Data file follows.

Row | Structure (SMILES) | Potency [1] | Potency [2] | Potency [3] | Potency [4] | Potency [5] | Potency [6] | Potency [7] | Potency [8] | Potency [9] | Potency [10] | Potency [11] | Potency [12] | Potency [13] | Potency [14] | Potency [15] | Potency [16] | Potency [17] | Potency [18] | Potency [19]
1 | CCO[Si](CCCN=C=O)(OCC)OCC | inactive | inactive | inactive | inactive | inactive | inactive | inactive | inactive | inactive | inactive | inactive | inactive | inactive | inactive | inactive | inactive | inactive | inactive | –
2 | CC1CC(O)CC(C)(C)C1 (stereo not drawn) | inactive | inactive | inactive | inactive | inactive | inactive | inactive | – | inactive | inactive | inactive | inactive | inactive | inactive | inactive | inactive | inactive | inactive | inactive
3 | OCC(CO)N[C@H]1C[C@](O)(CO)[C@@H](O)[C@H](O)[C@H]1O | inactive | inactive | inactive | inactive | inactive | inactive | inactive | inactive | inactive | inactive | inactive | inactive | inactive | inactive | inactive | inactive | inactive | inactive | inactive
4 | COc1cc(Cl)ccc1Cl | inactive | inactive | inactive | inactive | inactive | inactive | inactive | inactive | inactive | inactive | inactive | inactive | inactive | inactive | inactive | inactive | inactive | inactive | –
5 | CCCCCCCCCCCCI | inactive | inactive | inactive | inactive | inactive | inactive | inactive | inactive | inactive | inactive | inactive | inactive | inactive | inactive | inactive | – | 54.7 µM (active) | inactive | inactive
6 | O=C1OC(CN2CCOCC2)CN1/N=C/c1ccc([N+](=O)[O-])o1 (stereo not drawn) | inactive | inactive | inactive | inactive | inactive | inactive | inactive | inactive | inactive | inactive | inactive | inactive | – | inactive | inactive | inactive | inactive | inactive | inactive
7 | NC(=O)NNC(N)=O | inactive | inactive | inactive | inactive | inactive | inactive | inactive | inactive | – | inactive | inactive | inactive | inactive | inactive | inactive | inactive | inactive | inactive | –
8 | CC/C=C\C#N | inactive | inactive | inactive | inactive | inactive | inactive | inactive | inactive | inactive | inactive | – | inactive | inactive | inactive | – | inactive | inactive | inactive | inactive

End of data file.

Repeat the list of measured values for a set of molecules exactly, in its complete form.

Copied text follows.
Row | Structure (SMILES) | Potency [1] | Potency [2] | Potency [3] | Potency [4] | Potency [5] | Potency [6] | Potency [7] | Potency [8] | Potency [9] | Potency [10] | Potency [11] | Potency [12] | Potency [13] | Potency [14] | Potency [15] | Potency [16] | Potency [17] | Potency [18] | Potency [19]
1 | CCO[Si](CCCN=C=O)(OCC)OCC | inactive | inactive | inactive | inactive | inactive | inactive | inactive | inactive | inactive | inactive | inactive | inactive | inactive | inactive | inactive | inactive | inactive | inactive | –
2 | CC1CC(O)CC(C)(C)C1 (stereo not drawn) | inactive | inactive | inactive | inactive | inactive | inactive | inactive | – | inactive | inactive | inactive | inactive | inactive | inactive | inactive | inactive | inactive | inactive | inactive
3 | OCC(CO)N[C@H]1C[C@](O)(CO)[C@@H](O)[C@H](O)[C@H]1O | inactive | inactive | inactive | inactive | inactive | inactive | inactive | inactive | inactive | inactive | inactive | inactive | inactive | inactive | inactive | inactive | inactive | inactive | inactive
4 | COc1cc(Cl)ccc1Cl | inactive | inactive | inactive | inactive | inactive | inactive | inactive | inactive | inactive | inactive | inactive | inactive | inactive | inactive | inactive | inactive | inactive | inactive | –
5 | CCCCCCCCCCCCI | inactive | inactive | inactive | inactive | inactive | inactive | inactive | inactive | inactive | inactive | inactive | inactive | inactive | inactive | inactive | – | 54.7 µM (active) | inactive | inactive
6 | O=C1OC(CN2CCOCC2)CN1/N=C/c1ccc([N+](=O)[O-])o1 (stereo not drawn) | inactive | inactive | inactive | inactive | inactive | inactive | inactive | inactive | inactive | inactive | inactive | inactive | – | inactive | inactive | inactive | inactive | inactive | inactive
7 | NC(=O)NNC(N)=O | inactive | inactive | inactive | inactive | inactive | inactive | inactive | inactive | – | inactive | inactive | inactive | inactive | inactive | inactive | inactive | inactive | inactive | –
8 | CC/C=C\C#N | inactive | inactive | inactive | inactive | inactive | inactive | inactive | inactive | inactive | inactive | – | inactive | inactive | inactive | – | inactive | inactive | inactive | inactive